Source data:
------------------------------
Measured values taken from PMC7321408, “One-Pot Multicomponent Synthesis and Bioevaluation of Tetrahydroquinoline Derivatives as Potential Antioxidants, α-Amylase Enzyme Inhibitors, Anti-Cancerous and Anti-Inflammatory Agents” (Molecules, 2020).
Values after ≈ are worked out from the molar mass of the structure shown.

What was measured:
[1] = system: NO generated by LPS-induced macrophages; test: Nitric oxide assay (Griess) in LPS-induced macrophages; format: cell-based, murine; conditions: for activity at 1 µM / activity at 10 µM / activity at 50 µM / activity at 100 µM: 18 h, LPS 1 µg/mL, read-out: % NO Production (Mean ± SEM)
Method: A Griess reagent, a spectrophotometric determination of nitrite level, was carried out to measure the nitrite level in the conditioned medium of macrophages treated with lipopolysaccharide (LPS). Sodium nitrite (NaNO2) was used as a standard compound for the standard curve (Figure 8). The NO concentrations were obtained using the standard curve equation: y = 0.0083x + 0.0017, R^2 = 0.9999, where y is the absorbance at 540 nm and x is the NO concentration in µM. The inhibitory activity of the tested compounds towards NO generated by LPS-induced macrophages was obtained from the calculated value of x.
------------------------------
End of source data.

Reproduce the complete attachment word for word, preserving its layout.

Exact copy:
Measured values taken from PMC7321408, “One-Pot Multicomponent Synthesis and Bioevaluation of Tetrahydroquinoline Derivatives as Potential Antioxidants, α-Amylase Enzyme Inhibitors, Anti-Cancerous and Anti-Inflammatory Agents” (Molecules, 2020).
Values after ≈ are worked out from the molar mass of the structure shown.

What was measured:
[1] = system: NO generated by LPS-induced macrophages; test: Nitric oxide assay (Griess) in LPS-induced macrophages; format: cell-based, murine; conditions: for activity at 1 µM / activity at 10 µM / activity at 50 µM / activity at 100 µM: 18 h, LPS 1 µg/mL, read-out: % NO Production (Mean ± SEM)
Method: A Griess reagent, a spectrophotometric determination of nitrite level, was carried out to measure the nitrite level in the conditioned medium of macrophages treated with lipopolysaccharide (LPS). Sodium nitrite (NaNO2) was used as a standard compound for the standard curve (Figure 8). The NO concentrations were obtained using the standard curve equation: y = 0.0083x + 0.0017, R^2 = 0.9999, where y is the absorbance at 540 nm and x is the NO concentration in µM. The inhibitory activity of the tested compounds towards NO generated by LPS-induced macrophages was obtained from the calculated value of x.